deviation of the population, and h2 represents heritability.
Heritability, in the narrow sense, is the ratio of additive
genetic variance to total variance. Genetic progress
toward resistance is complicated by the great diversity of
insect species and their various developmental stages that
may interact with the host. In addition, there is the
possibility of races developing that are able to attack
resistant crops (Gallun, Deay, and Cartwright, 1961;
Resistance in plants to a single species of insect
may arise in any or all of three forms; antibiosis,
tolerance, or non-preference. For phytophagous Lepidoptera,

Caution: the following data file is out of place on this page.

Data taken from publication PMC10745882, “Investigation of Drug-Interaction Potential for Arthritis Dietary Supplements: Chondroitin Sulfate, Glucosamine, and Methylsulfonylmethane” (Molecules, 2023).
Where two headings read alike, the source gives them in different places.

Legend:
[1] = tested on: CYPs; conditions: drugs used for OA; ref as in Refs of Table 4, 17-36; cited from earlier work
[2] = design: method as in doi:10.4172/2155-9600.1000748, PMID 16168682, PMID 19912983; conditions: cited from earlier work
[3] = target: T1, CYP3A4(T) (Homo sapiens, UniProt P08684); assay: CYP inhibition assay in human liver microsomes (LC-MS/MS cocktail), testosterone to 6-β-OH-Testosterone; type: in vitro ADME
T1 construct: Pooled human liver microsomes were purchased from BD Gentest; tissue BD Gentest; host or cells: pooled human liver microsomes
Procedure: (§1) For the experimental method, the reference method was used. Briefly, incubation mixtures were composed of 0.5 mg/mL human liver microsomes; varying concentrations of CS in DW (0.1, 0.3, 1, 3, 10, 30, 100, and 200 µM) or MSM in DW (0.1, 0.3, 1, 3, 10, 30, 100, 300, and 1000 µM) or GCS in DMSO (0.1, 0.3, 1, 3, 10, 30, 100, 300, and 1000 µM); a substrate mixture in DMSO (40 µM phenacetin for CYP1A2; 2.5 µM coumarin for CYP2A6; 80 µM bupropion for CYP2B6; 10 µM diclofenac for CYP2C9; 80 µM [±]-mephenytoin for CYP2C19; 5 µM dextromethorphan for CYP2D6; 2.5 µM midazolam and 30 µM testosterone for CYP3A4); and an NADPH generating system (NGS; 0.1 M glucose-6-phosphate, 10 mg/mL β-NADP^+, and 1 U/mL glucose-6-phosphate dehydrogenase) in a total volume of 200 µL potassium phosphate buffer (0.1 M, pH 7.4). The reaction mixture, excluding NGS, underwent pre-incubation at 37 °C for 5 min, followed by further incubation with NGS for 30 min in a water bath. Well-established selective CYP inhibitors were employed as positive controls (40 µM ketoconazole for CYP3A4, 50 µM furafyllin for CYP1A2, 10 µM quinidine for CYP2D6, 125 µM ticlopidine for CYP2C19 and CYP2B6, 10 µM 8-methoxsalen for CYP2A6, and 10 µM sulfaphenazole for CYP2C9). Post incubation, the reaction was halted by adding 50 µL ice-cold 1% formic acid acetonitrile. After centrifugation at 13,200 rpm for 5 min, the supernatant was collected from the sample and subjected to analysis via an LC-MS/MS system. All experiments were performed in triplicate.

antibiosis and tolerance affect only the larval stage.
Antibiosis is the characteristic of the plant to adversely
affect the insect. Tolerance is a function of tlhe plant's
ability to survive despite insect damage. It does not
adversely affect the insect. Plants may avoid insect
damage by being unattractive for oviposition by the gravid
female moth. Non-preference may involve physicochemical
or morpological characteristics which cause the normal
sites for oviposition on the plant to be rejected or not
identified by the female insect. Thus, for a particular
species of insect, there are usually several factors
contributing to the total resistance of the plant. Each
factor nay be genetically independent, having its own
k, p, and h12 values.
The selection intensity v for any single factor follows
the formula v= 3C\ hen N equals the number of characters
being selected and V equals tle percent of the population
left after selection (Allard, 1960). Assuming equal